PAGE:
Starting a farm can be the beginning of a career in the agricultural industry. Unfortunately, the necessary initial costs can be a bit high. In addition to other costs, it is necessary to buy land, seeds, equipment and hire labor to help you with the final harvest. However, there is a way to obtain scholarships that cover part or all of the cost of your new farm. Grants are better than loans for a very important reason: you don’t have to pay them.
Decide what type of farm you would like to start and think about how you will operate it. When you start looking for grants, you will find that there are many scholarships aimed at certain types of farms. For example, there are subsidies for farms that offer programs to educate the public about nature and how food arrives from the farm to the plate.
Create a business plan for your farm. Many grant agencies require you to submit a document with your application. Beginning Farmers, a website for farmers and relevant government agencies, advises including specific information about your estimated costs and income. In addition, you must describe how your farm will operate and include a list of how many people you are going to employ and what their functions will be, in addition to the estimated wages.
Search the list of recently opened grants from the USDA National Institute of Food and Agriculture to find sources of funding that may be available to you. Each list of grants provides an approximate amount for each grant and describes the type of farmers for whom the money goes. The USDA Rural Information Center provides links to other state and federal programs for which you may be eligible.
Make your grant application, being careful to include all the information requested by the entity to which you are requesting it. For example, the 1% grant from Simply Organic seeks candidates who are interested in farms and projects related to organic farming. The American Sheep and Goat Center notes that the National Sheep Industry Improvement Center recommends creating a proposal that is divided into sections that contain vital information. Define your project by listing your goals, including an executive summary in which you briefly but strongly indicate why you should receive the funds. Your proposal should include a description of your project, a list of your partners, a future timeline for your farm and a budget where costs are estimated in the short and long term.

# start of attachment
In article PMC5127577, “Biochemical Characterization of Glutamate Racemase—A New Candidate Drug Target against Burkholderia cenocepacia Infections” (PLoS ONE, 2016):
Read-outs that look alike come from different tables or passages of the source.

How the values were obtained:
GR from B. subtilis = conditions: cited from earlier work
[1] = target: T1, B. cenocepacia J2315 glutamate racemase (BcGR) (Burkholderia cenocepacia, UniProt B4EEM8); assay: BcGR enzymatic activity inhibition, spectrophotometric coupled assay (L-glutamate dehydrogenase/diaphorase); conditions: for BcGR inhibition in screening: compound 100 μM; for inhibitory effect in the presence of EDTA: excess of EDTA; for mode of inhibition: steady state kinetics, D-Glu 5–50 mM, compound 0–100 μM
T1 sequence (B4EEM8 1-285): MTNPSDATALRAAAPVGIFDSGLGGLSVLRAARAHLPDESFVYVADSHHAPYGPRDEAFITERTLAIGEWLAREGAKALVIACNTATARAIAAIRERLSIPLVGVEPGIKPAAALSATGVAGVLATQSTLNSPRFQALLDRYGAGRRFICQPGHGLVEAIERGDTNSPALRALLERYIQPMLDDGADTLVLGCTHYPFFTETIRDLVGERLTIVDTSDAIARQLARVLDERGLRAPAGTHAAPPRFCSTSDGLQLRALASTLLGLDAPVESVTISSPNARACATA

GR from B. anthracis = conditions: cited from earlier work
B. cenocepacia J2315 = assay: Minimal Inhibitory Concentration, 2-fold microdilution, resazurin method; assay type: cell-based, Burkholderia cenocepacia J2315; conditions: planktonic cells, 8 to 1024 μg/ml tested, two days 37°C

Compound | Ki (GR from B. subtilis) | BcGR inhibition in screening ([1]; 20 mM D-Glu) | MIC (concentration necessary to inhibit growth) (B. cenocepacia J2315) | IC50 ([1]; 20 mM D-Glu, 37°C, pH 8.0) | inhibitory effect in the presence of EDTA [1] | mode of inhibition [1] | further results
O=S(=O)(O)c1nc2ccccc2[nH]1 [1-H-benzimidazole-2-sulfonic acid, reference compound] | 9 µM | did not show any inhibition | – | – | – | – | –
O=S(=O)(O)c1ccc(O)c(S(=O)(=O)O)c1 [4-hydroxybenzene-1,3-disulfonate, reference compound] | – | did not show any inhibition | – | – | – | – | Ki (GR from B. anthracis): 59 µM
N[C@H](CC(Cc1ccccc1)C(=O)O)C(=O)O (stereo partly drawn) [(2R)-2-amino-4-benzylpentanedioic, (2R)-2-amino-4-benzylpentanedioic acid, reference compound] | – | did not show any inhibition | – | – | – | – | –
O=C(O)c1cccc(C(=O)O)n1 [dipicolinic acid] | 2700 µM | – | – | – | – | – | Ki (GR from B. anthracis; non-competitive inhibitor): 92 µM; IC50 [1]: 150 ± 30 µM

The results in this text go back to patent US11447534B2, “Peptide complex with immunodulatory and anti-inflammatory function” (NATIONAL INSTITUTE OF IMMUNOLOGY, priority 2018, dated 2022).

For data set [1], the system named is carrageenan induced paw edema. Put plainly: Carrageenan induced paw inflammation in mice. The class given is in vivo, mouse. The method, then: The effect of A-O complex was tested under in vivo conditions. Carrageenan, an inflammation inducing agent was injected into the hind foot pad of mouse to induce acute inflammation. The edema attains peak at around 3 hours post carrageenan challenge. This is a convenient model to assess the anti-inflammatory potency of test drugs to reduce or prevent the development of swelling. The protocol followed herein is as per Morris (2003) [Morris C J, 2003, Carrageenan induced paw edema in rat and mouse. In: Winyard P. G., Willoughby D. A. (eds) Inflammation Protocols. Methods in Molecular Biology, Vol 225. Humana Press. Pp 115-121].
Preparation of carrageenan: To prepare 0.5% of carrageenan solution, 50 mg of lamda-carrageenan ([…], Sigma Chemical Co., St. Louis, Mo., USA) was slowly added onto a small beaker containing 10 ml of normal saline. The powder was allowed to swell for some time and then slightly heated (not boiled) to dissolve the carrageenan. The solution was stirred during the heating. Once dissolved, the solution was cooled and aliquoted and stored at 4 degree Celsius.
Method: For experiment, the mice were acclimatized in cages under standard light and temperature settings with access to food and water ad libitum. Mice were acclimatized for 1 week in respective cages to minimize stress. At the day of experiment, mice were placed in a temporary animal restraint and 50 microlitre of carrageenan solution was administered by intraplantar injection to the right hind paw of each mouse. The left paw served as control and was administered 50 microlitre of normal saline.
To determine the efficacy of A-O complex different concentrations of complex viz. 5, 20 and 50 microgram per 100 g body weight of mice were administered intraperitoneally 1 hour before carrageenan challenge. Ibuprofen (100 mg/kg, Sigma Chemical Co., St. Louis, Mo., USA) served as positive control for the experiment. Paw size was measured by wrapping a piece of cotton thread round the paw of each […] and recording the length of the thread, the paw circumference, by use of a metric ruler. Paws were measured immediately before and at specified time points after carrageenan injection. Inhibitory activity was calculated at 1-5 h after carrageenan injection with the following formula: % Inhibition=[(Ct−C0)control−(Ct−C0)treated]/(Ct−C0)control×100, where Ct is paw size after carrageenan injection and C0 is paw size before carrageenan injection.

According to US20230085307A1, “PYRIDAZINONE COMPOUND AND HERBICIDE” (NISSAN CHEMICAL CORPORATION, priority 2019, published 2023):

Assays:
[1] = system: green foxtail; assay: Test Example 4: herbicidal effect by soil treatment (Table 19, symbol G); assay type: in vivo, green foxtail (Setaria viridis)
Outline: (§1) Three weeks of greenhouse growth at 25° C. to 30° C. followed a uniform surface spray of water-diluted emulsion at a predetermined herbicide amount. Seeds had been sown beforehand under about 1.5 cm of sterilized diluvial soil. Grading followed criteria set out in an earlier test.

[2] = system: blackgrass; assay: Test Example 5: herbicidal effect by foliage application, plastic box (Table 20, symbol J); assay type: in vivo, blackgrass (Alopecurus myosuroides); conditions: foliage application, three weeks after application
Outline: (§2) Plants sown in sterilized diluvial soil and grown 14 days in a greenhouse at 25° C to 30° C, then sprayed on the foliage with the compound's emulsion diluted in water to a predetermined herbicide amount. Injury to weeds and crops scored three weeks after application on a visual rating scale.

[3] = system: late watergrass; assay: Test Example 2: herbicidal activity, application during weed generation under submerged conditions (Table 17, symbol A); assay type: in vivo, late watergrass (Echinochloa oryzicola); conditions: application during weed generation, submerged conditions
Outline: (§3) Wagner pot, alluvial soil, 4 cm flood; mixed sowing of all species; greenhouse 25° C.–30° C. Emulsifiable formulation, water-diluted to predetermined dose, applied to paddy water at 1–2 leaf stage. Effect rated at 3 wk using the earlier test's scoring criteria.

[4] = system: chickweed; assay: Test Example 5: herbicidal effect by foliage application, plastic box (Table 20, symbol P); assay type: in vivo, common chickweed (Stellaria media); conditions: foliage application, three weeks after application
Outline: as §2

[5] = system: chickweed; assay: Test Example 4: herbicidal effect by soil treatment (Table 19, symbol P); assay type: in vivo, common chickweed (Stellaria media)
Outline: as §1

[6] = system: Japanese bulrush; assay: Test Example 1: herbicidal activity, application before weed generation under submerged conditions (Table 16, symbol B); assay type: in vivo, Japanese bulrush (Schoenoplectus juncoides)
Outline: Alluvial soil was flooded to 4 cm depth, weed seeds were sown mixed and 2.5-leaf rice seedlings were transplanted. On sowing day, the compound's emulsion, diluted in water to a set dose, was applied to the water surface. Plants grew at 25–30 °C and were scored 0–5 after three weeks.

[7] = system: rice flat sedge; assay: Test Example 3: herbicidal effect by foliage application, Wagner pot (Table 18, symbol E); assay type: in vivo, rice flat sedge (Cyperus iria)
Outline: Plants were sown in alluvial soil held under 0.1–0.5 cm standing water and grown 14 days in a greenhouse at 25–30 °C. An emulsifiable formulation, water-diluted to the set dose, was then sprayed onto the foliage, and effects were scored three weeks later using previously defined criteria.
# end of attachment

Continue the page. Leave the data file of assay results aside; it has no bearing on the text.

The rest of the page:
Submit your grant application and get ready to submit additional grant applications. If you spend the first grant funds you receive wisely and document what you do you can open additional opportunities in the future. Therefore, you should keep your financial account spreadsheets up to date and gather evidence that the grant money you received will help you achieve the results you wanted.
You may want to hire a professional grant writer to help you create the best possible application. You can also know about scholarship opportunities and other ways to get the funds you need.